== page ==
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    EDNL 5950. Internship and Seminar in Educational Leadership II (3 credits)


    These two courses are composed of a two-semester internship in a public school setting in order to give the candidates the opportunity to apply, practice and refine the knowledge and skills acquired from course work. During this experience the candidates will play an active role in identifying and solving a school-related problem and will also engage in the assigned duties of administering the school. The candidate will be required to develop an educational leadership internship portfolio in accordance with the specifications provided. The candidate's internship participation will be supervised jointly by school-based administrators and university personnel and will include a reflective evaluation and an oral comprehensive exam. PREREQ: Completion of 15 hours of graduate work and permission of program director.


English Education

  
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    EED 3840. Literature and Reading for Adolescents (6‑12): Methods and Materials (3 credits)


    A survey of literature and reading for adolescents, grades 6‑12, incorporating varied methods of approaching and assessing the study of literature and managing the reading program within pluralistic classrooms. Experiences include classroom presentations in various literary genres, activities appropriate for students with advanced or deficient reading skills, and classroom observations (10 hours). PREREQ: ENG 3040  and admission to the Teacher Education Program.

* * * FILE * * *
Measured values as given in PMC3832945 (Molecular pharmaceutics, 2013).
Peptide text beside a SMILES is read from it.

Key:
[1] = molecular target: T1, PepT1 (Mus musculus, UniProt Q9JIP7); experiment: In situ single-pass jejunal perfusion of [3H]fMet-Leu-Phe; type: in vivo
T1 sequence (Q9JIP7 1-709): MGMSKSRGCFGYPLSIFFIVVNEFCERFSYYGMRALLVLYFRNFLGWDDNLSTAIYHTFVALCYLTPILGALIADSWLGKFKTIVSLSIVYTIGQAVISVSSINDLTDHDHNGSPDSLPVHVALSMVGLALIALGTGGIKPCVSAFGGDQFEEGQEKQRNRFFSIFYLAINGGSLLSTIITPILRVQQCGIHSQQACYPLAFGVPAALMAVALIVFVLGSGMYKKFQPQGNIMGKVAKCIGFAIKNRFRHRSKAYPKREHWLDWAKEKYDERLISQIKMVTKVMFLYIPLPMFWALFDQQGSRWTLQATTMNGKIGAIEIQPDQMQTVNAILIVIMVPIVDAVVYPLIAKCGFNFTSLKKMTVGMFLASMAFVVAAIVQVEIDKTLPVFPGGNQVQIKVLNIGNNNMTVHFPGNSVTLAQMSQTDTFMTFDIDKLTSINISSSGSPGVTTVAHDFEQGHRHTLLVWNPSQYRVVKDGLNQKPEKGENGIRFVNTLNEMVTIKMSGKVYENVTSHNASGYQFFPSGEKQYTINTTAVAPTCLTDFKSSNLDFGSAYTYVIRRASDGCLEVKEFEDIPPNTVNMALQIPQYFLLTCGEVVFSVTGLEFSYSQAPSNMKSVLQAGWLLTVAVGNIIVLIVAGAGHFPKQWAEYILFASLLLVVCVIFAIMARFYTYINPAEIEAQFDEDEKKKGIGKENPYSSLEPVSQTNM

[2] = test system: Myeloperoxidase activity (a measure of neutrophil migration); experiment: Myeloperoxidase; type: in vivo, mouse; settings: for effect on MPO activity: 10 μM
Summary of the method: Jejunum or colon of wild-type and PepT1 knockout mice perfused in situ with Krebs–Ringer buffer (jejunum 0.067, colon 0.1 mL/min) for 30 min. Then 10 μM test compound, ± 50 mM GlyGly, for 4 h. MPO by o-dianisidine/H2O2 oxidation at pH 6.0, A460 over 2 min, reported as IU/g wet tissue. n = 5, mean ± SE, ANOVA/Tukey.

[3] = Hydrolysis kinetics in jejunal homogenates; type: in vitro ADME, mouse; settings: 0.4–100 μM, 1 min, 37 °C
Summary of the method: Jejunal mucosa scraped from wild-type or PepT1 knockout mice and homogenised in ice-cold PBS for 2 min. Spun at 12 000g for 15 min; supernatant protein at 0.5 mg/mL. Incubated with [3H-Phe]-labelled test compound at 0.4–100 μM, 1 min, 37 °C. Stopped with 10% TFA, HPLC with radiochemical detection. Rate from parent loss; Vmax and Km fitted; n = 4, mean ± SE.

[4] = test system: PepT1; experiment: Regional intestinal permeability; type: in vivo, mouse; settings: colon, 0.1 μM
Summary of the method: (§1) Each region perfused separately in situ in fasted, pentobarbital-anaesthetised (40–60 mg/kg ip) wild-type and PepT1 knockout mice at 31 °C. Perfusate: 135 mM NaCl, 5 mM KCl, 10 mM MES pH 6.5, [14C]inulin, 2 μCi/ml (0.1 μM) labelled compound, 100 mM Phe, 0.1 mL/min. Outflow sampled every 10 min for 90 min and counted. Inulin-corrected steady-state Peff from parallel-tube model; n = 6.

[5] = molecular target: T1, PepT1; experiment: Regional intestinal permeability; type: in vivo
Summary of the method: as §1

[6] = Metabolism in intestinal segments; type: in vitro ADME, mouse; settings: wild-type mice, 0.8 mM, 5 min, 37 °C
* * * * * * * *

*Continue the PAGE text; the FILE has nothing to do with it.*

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    EED 3890. The Teaching of Writing and Speech (6‑12): Methods and Materials (3 credits)


    Preparation for teaching oral and written communications skills in the middle and secondary schools. Study and application of principles, terminology, materials, and strategies for teaching and assessing writing and speech within an integrated language arts curriculum. Experiences include writing workshops, unit and lesson planning, oral presentations, technology applications, and observing and assisting in the Writing Center and in writing and speech classrooms (15 hours). PREREQ: EED 3840  and admission to the Teacher Education Program.

  
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    EED 4020. Methods of Teaching Dramatic Literature and Performance (3 credits)


    Purposes, methods, materials, and evaluation procedures in the area; directed observation in the secondary school; preparation of teaching plans and materials. PREREQ: THE 3040  recommended.

  
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    EED 4490. Internship for English/Language Arts in Secondary/Middle Schools (9 credits)


    Provides relevant intensive full-semester internship experiences in off-campus public school setting or settings Requires a continuous full-time teaching experience in secondary English. Pass/Fail grading. PREREQ: admission to professional semester.

  
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    EED 4750. Professional Seminar in Secondary/Middle Grades English/Language Arts (3 credits)